Tough to draw any conclusions from such a small sample size, but maybe Apple should hire more reviewers for the 6 months surrounding a new iOS release.
  3. macrumors 68020

    Jun 20, 2010
    All hands are probably on deck buttressing Apple's Maps app.
  4. macrumors member

    Jan 2, 2011
    Updates to Purchased Apps

    Several Apps I've bought via the App Store have gone through three and four updates in the real world, but still no updates showing up in the App Store. Very frustrating; I thought updates would at least get a bit of a fast track. No wonder users and developers are getting fed up.
  5. macrumors 603

    Sep 19, 2003
  6. macrumors regular

    Aug 25, 2006
    Elgin, IL
    Nice job reading! This is about the Mac App Store....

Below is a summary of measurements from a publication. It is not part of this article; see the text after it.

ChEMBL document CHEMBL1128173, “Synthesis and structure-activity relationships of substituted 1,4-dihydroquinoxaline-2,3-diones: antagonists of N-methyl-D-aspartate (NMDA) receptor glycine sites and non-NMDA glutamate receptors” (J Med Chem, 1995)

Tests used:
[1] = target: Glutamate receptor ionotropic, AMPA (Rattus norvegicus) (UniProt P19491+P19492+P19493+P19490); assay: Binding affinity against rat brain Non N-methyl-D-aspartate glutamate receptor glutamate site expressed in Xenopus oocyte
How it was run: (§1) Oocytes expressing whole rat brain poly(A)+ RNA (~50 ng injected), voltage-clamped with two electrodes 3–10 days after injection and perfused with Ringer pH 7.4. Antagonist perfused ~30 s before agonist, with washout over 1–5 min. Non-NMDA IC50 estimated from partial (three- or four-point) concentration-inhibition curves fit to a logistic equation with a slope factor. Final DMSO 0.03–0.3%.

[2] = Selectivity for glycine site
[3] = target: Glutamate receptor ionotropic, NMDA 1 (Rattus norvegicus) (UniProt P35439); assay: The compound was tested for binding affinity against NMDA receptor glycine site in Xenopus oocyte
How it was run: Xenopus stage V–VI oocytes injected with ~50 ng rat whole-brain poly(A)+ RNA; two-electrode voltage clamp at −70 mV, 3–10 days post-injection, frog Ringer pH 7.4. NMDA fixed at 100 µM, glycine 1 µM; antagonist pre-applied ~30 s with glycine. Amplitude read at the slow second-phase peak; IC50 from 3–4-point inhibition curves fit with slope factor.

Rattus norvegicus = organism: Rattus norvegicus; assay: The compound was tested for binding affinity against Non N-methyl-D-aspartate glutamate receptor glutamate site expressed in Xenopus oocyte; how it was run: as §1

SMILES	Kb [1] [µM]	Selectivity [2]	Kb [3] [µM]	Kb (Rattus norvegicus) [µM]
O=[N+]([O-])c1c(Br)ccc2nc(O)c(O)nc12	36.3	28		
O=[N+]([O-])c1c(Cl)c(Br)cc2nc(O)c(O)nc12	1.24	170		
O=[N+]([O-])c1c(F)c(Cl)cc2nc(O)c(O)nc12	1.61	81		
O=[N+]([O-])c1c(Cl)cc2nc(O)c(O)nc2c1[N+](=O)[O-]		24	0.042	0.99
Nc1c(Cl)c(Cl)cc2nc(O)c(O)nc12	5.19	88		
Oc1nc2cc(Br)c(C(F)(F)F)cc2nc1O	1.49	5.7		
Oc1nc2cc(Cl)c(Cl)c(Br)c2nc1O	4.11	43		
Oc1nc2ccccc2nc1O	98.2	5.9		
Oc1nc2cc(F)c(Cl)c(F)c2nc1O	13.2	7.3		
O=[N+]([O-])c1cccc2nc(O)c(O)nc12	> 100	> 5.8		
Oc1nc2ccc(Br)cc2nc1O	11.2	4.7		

That was my first thought as well :)
  7. smithrh, Oct 8, 2012
    Last edited: Oct 8, 2012

    macrumors 68020


    Feb 28, 2009
    Apple has shared people across OSs (MacOS X, iOS) quite a bit.
  8. macrumors 6502


    Mar 30, 2006
    Southport, UK
    There is nothing worse than a graph Y axis that has no units stated on it !
  9. macrumors 6502a


    Jun 21, 2011
    Seems most Mac App store "Apps" these days are huge 3D games. But 65 samples from a tens of thousands? Ehh, I'm not convinced this is a reasonable sample, let alone reasonable for an article.
  10. macrumors 68030

    Jul 11, 2008
    My guess is that they got all their people focusing on maps, or the Mac App Store is getting more popular and more apps are being submitted, thus it is starting to take longer.
  11. macrumors 604


    Nov 26, 2007
    When first released in January, Battery Status's review took five days. It's first update took 3.

    Jump to July and the update took 3 weeks. August took 4 weeks. September took 2 days, but only because I requested an accelerated review when a massive issue came up for users still running Snow Leopard.
  12. macrumors G5


    May 2, 2002